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Ashley Harwood

Plastic wrap, human hair, neon and hot glass—these are just a few of the materials local artist,Ashley Harwood has employed in her work over the years. She studied sculpture and installation while at Carnegie Mellon University and says, “I knew I wanted to make a living making things, and I came out of college intending to do glassblowing.” But about five years ago, her dad, a woodworking hobbyist, invited Harwood to join him at the John C. Campbell Folk School to take a woodturning class and Harwood found her calling.

She admits it’s been a fast trajectory and that she doesn’t exactly fit the demographic—Harwood is both young for a woodturner, as well as being a woman in a field that is about 96% male—but she says, “In anything I do, I tend to want to do the thing that is the most difficult.” She went on to apprentice with the man who would become her mentor, master woodturner Stuart Batty for nearly two years. There she perfected not only her technique, but learned how to demonstrate and teach turning as well.

For the moment, Harwood designs and crafts exquisitely turned, beautifully crafted bowls, as well as jewelry and ornaments made with sea urchins and delicate spindles of ebony. She uses salvaged wood, much of which comes from the Lowcountry, and the elegant shapes she creates are influenced by her past in glasswork. “When I make a bowl, I’m very particular about the curve. It has to feel perfect. Our hands can pick up on subtleties that our eyes miss, so I am constantly running my hand inside the bowl to check that the curve is flawless—it should be uninterrupted, fluid, and totally smooth. I think that the feel of the wood is so much a part of what people fall in love with,” she says.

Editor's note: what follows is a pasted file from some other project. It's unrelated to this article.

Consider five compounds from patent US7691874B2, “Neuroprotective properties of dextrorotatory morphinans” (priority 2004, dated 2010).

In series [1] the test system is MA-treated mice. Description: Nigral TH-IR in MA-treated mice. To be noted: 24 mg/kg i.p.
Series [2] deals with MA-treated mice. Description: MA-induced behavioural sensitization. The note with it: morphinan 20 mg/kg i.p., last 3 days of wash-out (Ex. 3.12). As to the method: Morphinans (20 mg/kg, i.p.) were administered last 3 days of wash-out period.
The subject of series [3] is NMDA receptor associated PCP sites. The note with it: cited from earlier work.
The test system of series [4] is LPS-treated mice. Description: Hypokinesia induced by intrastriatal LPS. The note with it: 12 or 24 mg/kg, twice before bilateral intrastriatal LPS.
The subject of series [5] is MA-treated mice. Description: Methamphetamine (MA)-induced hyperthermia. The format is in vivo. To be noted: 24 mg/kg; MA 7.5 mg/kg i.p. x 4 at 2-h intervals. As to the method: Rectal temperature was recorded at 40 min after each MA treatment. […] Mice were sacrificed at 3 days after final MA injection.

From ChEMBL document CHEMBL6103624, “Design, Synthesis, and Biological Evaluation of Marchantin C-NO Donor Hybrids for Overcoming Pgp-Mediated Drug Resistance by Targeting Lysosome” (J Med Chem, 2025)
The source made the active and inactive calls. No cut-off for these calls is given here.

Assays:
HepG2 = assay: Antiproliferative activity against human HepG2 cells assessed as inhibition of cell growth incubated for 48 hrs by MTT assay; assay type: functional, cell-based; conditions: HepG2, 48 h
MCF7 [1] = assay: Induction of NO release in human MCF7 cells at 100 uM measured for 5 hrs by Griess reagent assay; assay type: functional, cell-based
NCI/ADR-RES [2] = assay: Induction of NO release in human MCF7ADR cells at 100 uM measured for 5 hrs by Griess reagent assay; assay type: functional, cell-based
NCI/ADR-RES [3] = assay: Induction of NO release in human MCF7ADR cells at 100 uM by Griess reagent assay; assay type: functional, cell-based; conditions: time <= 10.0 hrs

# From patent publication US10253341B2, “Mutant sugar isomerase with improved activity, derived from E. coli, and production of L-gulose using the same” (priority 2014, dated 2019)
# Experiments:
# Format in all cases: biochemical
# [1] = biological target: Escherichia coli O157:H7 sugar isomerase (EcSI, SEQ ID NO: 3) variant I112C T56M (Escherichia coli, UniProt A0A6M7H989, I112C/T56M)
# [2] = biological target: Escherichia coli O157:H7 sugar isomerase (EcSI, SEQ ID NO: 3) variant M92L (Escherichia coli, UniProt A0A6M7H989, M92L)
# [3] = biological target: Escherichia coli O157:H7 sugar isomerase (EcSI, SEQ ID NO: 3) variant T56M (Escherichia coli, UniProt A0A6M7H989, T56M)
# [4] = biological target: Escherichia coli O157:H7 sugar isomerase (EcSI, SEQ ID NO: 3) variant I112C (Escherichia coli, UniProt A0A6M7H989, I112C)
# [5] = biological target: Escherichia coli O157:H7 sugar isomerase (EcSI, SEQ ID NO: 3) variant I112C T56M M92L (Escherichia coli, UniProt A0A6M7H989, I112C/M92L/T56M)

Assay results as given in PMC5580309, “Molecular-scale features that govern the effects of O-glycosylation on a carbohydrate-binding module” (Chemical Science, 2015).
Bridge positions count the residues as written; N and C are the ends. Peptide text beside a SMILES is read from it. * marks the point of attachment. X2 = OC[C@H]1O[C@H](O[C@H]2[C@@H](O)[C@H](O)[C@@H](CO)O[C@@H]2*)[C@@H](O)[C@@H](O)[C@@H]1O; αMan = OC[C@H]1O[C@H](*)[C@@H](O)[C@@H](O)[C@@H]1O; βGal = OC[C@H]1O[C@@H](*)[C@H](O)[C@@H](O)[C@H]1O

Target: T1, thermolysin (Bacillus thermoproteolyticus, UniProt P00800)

In the future, Harwood’s goal is to transcend functionality and bring conceptual ideas back into her work, perhaps by incorporating glass and elements of light into the designs. Most of all, she wants to introduce more young people and women to the art form. “I would  like to see someone do for woodturning what Dale Chihuly did for glass,” she says. “And to see a place here where there could be public access to woodturning—it’s expensive to set up a shop!” In the meantime, when

she’s not traveling the country and the world teaching workshops and giving demonstrations, Harwood opens up her own studio in West Ashley for classes. Check out the schedule on her website or stop by and visit her in person at the Charleston Farmers Market on Saturday mornings in Marion Square!


words: Jessica Dyer

Posted in Mixed Media on September 19, 2013 (Fall 2013) by admin.

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